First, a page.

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Q: You directed Episode 3, "Tea Leaves." What was that like?
A: It was a thrill. Honestly, it was really fun... I think it was helpful for the rest of the cast to have a familiar face behind the lens.
Q: Has directing changed your perspective on the show?
A: Yeah. You see explicitly how much work from goes into making it, and you see other sides of the show that you were completely unaware of as an actor. And it just gives you a whole new respect for how many people are really pulling an oar and making the boat go.
Q: Do you think the audience will be able to see Jon Hamm's touch in the episode?
A: [Laughs] Probably not... My job was not to go in there and muck it up and say, "I'm gonna put my stamp on this." My job was to go in there and keep the train on the tracks, basically. We have a very firmly established tone and look to our show that people respond to, and that I love.
VIDEO: Behind the scenes of Episode 3, "Tea Leaves"
Q: Is directing yourself strange?
A: It is, but obviously it's not impossible... The main thing is that you're very aware of wasting time as a director. And you don't want to be that guy who's wasting it on yourself.
Q: In the sense of demanding endless takes?
A: Yeah, like we're going to do this four more times because I didn't really get it. If anything, that's really a hard thing to gauge because sometimes you really do need to do another [take].
Q: Matthew Weiner told us he dreams about the show. Do you?
A: I had an anxiety dream before directing. I woke up the day before we had to go back to set and was like, "Oh my God."
Q: What was your fear exactly?
A: I was just worried I was going to be completely overwhelmed and exhausted. And what ended up happening was, which was a really cool lesson, was that I was completely invigorated and energized... Everything felt new again and everything felt exciting again and everything felt fresh. It was like I was a junior again, saying, "Let's go! Let's make the show! Alright!"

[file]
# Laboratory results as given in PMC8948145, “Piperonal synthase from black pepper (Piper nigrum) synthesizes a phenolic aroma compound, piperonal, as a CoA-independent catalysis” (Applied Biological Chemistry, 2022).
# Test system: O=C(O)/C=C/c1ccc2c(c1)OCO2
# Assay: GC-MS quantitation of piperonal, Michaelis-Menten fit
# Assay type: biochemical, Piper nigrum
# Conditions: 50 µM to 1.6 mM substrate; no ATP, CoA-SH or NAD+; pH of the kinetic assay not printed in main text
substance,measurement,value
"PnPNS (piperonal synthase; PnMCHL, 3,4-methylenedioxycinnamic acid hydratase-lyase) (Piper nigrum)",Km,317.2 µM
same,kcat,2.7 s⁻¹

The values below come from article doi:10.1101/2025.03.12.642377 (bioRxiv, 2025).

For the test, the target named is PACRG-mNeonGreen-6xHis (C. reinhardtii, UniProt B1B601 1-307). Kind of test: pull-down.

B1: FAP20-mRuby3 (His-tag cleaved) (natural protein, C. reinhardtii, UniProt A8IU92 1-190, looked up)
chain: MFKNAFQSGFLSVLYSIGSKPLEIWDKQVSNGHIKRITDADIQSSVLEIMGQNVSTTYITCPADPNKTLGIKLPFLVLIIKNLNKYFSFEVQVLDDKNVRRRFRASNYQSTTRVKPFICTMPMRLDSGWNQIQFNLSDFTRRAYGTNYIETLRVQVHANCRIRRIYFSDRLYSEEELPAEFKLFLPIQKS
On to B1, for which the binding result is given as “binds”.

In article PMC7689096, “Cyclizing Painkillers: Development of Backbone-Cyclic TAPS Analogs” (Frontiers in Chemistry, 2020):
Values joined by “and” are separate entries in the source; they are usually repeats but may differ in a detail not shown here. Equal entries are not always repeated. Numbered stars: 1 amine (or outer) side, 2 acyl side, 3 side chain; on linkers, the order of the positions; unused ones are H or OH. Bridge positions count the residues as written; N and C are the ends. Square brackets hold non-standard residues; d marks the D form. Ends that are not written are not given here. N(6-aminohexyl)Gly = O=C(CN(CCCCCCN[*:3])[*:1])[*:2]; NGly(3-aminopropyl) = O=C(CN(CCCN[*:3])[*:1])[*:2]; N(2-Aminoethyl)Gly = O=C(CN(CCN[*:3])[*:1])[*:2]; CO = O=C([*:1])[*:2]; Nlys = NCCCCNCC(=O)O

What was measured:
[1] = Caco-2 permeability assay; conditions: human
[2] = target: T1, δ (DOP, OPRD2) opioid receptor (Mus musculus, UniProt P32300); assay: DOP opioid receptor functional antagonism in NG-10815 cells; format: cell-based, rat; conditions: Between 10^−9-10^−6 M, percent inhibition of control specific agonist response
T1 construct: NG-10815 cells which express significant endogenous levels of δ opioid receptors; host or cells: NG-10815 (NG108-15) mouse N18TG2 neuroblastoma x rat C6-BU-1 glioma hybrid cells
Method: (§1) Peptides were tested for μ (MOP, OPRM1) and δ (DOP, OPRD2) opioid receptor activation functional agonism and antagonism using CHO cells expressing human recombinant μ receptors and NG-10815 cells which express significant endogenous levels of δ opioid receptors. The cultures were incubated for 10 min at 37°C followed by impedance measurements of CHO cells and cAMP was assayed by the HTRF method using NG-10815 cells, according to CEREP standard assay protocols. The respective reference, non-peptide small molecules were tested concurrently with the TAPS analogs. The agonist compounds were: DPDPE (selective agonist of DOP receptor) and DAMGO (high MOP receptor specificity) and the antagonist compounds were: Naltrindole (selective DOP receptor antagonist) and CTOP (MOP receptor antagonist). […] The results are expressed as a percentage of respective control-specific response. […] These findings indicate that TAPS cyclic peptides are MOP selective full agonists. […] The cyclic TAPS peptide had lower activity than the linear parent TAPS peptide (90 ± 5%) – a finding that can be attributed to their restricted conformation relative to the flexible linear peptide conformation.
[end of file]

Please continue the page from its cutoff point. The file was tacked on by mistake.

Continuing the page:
Q: What do you think of the show's underlying message about right and wrong?
A: Listen: There ain't none of us on the planet that are perfect. And I think that people recognize human frailties and foibles and f***-ups and identify with it, honestly. Superman is a cartoon character. He's not a real person. And no one is without sin, without mistakes.
Q: TV has become a highly respected actor's medium. How much do you think Mad Men has to do with that?
A: We certainly weren't responsible for it, but we were part of it. When we started the show, none of us were famous... I think that it's all about content and the work and what you get to do. There are a million different channels, and everyone is doing original programming now. But part of rising above the noise is having something different to say or a different approach.
Q: I also think that Don Draper would not have been such a huge persona if he were a movie character.
A: I think so too... I think part of why people were able to hang this Don Draper character on me and be comfortable with it because they didn't really have a firm understanding of who Jon Hamm was. It was easier to swallow.
Q: So you're not nervous about being 80 and people still calling you Don Draper?
A: No. I've been able to do some other stuff and have it be relatively successful. I'm more nervous about being 80.